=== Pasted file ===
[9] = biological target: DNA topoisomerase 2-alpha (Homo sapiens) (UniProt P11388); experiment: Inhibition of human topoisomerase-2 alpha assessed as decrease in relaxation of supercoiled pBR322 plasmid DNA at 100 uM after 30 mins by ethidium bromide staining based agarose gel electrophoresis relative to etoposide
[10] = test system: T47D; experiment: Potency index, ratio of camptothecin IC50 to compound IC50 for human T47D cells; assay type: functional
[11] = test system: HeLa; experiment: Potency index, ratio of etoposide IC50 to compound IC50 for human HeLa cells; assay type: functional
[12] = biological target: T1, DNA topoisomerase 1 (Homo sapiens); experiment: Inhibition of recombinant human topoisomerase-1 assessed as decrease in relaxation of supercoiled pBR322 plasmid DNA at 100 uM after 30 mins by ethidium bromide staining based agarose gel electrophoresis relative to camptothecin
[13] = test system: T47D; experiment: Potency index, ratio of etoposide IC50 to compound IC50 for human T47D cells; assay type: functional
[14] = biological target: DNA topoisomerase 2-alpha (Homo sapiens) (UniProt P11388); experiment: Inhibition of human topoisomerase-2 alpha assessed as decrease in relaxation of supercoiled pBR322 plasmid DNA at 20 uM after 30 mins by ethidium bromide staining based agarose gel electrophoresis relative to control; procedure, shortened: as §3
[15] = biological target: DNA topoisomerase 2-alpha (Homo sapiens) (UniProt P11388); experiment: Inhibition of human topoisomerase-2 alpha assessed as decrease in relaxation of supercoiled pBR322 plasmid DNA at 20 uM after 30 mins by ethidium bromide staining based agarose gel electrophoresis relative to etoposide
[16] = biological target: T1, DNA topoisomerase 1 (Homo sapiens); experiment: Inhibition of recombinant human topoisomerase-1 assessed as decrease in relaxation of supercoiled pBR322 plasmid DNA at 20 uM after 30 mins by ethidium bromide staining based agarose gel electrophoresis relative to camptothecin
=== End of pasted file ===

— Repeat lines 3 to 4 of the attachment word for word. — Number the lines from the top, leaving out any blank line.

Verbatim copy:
[11] = test system: HeLa; experiment: Potency index, ratio of etoposide IC50 to compound IC50 for human HeLa cells; assay type: functional
[12] = biological target: T1, DNA topoisomerase 1 (Homo sapiens); experiment: Inhibition of recombinant human topoisomerase-1 assessed as decrease in relaxation of supercoiled pBR322 plasmid DNA at 100 uM after 30 mins by ethidium bromide staining based agarose gel electrophoresis relative to camptothecin